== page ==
Once upon a time, new operas were nearly as plentiful as old ones. Opera companies and their audiences could not get enough of fresh material. Composers kept up with the demand by churning out works at superhuman speed, sometimes more than one a year. By the 20th century, though, the craving for novelty lessened considerably. People preferred to cuddle up with good old reliable Mozart, Verdi or Wagner, rather than risk their ears on something unknown. This reluctance to try out new operas became particularly pervasive in this country, making it harder and harder for an opera company to break away from standard repertoire and slip in a just-composed score.
NEWS
By Michael Sragow and Michael Sragow,michael.sragow@baltsun.com | December 5, 2008
M ilk rests so exclusively - and solidly - on its performances, especially Sean Penn's marvelous characterization of Harvey Milk, that audiences won't realize how strong its mojo is until an assassin's bullets break the spell. It's not a great movie, but it is an enlivening and unusual one: an effervescent political film that also packs a knockout punch. As Milk, Penn provides the most embracing, democratic portrait of an American figure since Henry Fonda's young Abe Lincoln - and Fonda was playing Lincoln in his lawyer days.
ENTERTAINMENT
December 11, 2008
Bolt What it's about : A dog who plays a superhero on TV thinks he is one in real life, which presents all sorts of problems when he unexpectedly finds himself in New York, a continent away from his beloved owner, Penny. Rated: PG The scoop : The script is smart, its conceit a heart-tugger in the finest of senses, and it's the first Disney effort in way too long to be more concerned with being a movie than with being a breeding ground for product tie-ins. Grade ***: 1/2 ( 3 1/2 STARS)
NEWS
By Michael Sragow and Michael Sragow,michael.sragow@baltsun.com | December 5, 2008
M ilk rests so exclusively - and solidly - on its performances, especially Sean Penn's marvelous characterization of Harvey Milk, that audiences won't realize how strong its mojo is until an assassin's bullets break the spell. It's not a great movie, but it is an enlivening and unusual one: an effervescent political film that also packs a knockout punch. As Milk, Penn provides the most embracing, democratic portrait of an American figure since Henry Fonda's young Abe Lincoln - and Fonda was playing Lincoln in his lawyer days.
FEATURES
By LIZ SMITH and LIZ SMITH,Tribune Media Services | August 5, 2008
We are on the verge of receiving a movie titled Milk. It will open Oct. 29 in the Castro District of San Francisco with a great cast playing the roles of the real-life protagonists in the story of the late Harvey Milk. In case you've forgotten, Milk was the first openly gay city supervisor of San Francisco. He was assassinated, along with Mayor George Moscone, in 1978, becoming a martyr to the cause against sexual discrimination. The 1984 documentary The Times of Harvey Milk won an Academy Award and was then made into an opera.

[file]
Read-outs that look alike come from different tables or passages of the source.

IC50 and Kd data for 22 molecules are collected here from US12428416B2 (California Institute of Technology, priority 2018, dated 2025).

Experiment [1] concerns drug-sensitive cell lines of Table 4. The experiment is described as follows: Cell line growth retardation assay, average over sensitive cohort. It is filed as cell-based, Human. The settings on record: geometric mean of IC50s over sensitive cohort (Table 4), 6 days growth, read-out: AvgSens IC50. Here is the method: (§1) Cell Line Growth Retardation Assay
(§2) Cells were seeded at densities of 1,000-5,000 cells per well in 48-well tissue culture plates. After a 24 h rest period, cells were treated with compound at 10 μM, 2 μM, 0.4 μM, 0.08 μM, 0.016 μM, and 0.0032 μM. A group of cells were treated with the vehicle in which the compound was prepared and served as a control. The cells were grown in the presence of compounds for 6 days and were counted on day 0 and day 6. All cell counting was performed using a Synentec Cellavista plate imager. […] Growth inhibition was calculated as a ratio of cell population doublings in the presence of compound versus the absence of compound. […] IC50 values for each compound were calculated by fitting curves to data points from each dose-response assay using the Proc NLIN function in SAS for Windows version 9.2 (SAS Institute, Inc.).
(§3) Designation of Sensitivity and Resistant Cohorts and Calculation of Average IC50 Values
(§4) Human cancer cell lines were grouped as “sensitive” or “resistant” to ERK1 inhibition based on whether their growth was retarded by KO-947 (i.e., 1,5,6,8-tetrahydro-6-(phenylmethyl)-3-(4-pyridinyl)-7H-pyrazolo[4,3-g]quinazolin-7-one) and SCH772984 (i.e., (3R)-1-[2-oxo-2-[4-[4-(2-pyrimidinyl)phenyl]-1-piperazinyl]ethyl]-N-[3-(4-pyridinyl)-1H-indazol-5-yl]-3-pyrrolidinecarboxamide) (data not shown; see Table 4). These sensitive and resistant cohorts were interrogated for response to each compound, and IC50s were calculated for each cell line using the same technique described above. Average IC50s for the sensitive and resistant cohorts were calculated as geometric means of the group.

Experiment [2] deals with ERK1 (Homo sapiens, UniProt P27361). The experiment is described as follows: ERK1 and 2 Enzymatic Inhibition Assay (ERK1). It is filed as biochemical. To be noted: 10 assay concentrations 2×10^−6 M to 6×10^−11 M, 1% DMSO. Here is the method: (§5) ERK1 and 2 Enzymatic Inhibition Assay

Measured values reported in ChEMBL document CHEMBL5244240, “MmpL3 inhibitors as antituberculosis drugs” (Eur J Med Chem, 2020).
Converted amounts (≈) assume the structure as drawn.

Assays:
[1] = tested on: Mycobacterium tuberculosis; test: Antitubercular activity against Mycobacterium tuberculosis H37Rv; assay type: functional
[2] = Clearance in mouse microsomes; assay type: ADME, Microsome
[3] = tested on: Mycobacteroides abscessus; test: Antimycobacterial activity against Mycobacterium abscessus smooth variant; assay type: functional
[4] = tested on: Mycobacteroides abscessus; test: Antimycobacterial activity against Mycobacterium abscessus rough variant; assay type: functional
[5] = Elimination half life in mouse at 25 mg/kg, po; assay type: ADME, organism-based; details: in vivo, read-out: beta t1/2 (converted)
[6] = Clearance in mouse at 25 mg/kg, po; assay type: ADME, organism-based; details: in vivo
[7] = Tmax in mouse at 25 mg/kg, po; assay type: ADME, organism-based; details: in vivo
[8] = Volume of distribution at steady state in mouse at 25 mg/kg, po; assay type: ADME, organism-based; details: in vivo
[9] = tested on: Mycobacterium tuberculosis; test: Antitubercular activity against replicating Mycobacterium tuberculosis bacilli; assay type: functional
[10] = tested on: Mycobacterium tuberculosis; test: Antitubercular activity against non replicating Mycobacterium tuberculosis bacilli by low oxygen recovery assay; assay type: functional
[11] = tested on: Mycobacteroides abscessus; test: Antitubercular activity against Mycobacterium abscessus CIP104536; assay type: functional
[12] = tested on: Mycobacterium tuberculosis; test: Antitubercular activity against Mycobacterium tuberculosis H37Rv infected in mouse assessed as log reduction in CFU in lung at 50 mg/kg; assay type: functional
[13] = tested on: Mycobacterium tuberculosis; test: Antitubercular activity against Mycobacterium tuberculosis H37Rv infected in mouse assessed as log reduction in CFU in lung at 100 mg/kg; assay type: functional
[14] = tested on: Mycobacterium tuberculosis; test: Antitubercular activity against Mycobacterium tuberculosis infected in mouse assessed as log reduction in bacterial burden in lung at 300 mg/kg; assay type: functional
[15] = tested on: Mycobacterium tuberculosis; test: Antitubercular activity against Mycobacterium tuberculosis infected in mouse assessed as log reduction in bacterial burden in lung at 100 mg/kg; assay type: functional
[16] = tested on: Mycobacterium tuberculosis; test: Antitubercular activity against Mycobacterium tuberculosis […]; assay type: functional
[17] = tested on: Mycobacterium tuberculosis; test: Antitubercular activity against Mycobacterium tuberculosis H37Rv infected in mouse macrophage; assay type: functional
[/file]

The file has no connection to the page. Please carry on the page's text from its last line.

FEATURES
November 27, 2007
Nov. 27 1978 San Francisco Mayor George Moscone and City Supervisor Harvey Milk, a gay-rights activist, were shot to death inside City Hall by former supervisor Dan White.
ENTERTAINMENT
By Tim Smith and Tim Smith,Sun Music Critic | October 8, 2000
Once upon a time, new operas were nearly as plentiful as old ones. Opera companies and their audiences could not get enough of fresh material. Composers kept up with the demand by churning out works at superhuman speed, sometimes more than one a year. By the 20th century, though, the craving for novelty lessened considerably. People preferred to cuddle up with good old reliable Mozart, Verdi or Wagner, rather than risk their ears on something unknown. This reluctance to try out new operas became particularly pervasive in this country, making it harder and harder for an opera company to break away from standard repertoire and slip in a just-composed score.
FEATURES
By Chris Kaltenbach and Chris Kaltenbach,SUN STAFF | June 17, 1997
Those who long to re-live the '70s are urged to check out TNT today, and all week, then perhaps re-think their position."L.A. Johns" (8 p.m.-10 p.m., WBFF, Channel 45) -- Brittney Powell is a high-priced call girl (she's also "fiercely independent," according to Fox) in the service of Madame Jacqueline (Deborah Harry), "a shrewd businesswoman who knows how to manipulate her clients and girls to maximize her bottom line." A host of men stop by and tell all about their little idiosyncrasies.
NEWS
By Michael Sragow | January 16, 2009
Milk : *** 1/2 ( 3 1/2 STARS) It may not be a masterpiece, but it does feature masterly performances from Sean Penn as pioneering gay politician Harvey Milk, James Franco as his most serious lover, and Josh Brolin as Milk's antagonist, Dan White. With Barack Obama's inauguration Tuesday, there's no better way to celebrate the rise of a community organizer than with this moving testament to the progress won by a man who understood building power from the ground up. Opening next friday Inkheart : (Warner Bros.